Nations without States: A Historical Dictionary of Contemporary National Movements

Nations without States: A Historical Dictionary of Contemporary National Movements

Nations without States: A Historical Dictionary of Contemporary National Movements

Nations without States: A Historical Dictionary of Contemporary National Movements

Synopsis

Russians are suppressing the Chechen; Ibo nationalism may yet tear Nigeria apart. With the end of the Cold War, any of the world's stateless peoples could be in tomorrow's headlines. This book provides an essential guide to the stateless nations suppressed or ignored during the Cold War. In more than 200 national surveys, the volume highlights the historical, political, social, economic, and diplomatic evolution of many of the currently emerging nations without states. Including nations from all continents--from the Chechen in Eastern Europe, to the Ibo in Africa, and the Quebeckers in North America--the book addresses the current nationalist resurgence by focusing on the most basic element of any nationalism, the nation itself.

Excerpt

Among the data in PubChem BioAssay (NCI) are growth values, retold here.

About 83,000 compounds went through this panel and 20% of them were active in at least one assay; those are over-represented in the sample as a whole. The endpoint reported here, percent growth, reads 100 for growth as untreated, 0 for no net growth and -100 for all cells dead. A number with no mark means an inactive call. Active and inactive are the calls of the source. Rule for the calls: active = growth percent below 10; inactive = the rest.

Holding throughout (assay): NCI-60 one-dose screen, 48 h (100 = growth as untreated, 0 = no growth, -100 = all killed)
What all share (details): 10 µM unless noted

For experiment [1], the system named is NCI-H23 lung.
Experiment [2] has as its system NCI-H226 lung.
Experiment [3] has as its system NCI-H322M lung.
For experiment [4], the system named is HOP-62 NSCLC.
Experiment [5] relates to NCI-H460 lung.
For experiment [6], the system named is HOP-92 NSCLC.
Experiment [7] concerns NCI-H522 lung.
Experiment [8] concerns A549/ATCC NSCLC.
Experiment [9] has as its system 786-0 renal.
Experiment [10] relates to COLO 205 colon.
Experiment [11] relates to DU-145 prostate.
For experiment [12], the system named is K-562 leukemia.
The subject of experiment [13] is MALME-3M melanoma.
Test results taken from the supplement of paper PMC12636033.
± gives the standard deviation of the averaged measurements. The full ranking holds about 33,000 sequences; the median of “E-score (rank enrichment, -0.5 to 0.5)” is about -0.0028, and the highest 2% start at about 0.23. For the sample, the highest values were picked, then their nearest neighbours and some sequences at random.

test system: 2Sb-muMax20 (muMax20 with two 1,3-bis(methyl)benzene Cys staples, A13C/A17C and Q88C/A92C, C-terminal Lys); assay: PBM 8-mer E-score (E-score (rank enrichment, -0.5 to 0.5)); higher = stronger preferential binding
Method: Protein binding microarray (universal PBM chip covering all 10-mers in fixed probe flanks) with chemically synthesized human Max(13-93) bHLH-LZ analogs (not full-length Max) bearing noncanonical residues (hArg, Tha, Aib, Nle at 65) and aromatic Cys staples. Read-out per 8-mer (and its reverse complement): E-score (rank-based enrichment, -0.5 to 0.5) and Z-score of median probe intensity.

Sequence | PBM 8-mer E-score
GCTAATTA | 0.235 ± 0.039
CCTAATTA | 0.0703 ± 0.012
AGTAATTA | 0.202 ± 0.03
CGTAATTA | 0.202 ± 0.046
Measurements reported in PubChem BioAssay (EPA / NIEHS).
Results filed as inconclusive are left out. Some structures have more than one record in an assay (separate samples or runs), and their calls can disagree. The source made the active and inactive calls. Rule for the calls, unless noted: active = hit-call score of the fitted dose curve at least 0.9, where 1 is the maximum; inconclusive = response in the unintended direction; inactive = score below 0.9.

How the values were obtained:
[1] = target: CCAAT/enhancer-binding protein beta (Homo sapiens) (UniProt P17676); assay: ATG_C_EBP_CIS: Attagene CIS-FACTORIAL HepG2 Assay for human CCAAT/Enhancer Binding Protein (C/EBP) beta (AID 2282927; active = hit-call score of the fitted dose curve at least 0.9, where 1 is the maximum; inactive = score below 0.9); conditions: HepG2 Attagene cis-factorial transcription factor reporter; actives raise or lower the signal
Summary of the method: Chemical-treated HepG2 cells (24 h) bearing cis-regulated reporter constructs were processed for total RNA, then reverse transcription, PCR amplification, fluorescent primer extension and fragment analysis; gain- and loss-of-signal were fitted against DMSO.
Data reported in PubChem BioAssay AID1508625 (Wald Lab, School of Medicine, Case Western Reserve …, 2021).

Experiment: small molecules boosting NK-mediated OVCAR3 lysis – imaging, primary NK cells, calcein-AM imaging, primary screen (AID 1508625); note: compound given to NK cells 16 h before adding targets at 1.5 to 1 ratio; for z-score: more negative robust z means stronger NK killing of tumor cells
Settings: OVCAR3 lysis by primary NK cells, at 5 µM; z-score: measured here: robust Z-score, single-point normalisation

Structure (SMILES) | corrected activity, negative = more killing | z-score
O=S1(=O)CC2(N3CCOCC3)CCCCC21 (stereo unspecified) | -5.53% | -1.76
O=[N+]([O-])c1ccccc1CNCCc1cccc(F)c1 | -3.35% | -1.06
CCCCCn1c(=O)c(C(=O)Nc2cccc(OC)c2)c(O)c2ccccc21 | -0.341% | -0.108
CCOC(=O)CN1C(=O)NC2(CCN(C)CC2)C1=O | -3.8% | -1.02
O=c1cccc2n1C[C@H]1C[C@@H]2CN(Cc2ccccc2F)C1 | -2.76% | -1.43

Over the last century, perhaps no subject has inspired the passions that surround nationalism and national sentiment. Nationalism, in its most virulent forms, has provoked wars, massacres, terrorism, and genocide. The majority of the world's stateless nations have embraced nationalism but seek greater autonomy or independence through peaceful methods. Although the nationalist resurgence has spawned numerous conflicts, nationalism is not automatically a divisive force, as it provides citizens with an identity and a sense of responsibility and involvement.

An offshoot of the eighteenth-century doctrine of popular sovereignty, nationalism became a driving force in the nineteenth century, shaped and invigorated by the principles of the American and French revolutions. The first wave of modern nationalism culminated in the breakup of Europe's multinational empires after World War I. The second wave began during World War II and continued as the very politicized decolonization process that engulfed the remaining colonial empires as a theater of the Cold War after 1945. The removal of Cold War factionalism has now released a third wave of nationalism, of a scale and diffusion unprecedented in modern history.

The conflicts resulting from this latest nationalist upsurge have reinforced the erroneous beliefs that nationalism is synonymous with extremism and separatism and is confined to the historical "hot spots" in Europe and Asia. One of the basic premises of this volume is that the nationalist resurgence at the end of the twentieth century is spreading to all corners of the world and is set to mold the world's political agenda for decades to come.

The revival of nationalism is not limited to any one continent, nor is it a product of any particular ideology, geographic area, or combination of political or historical factors. The latest wave of nationalism affects rich and poor, large . . .

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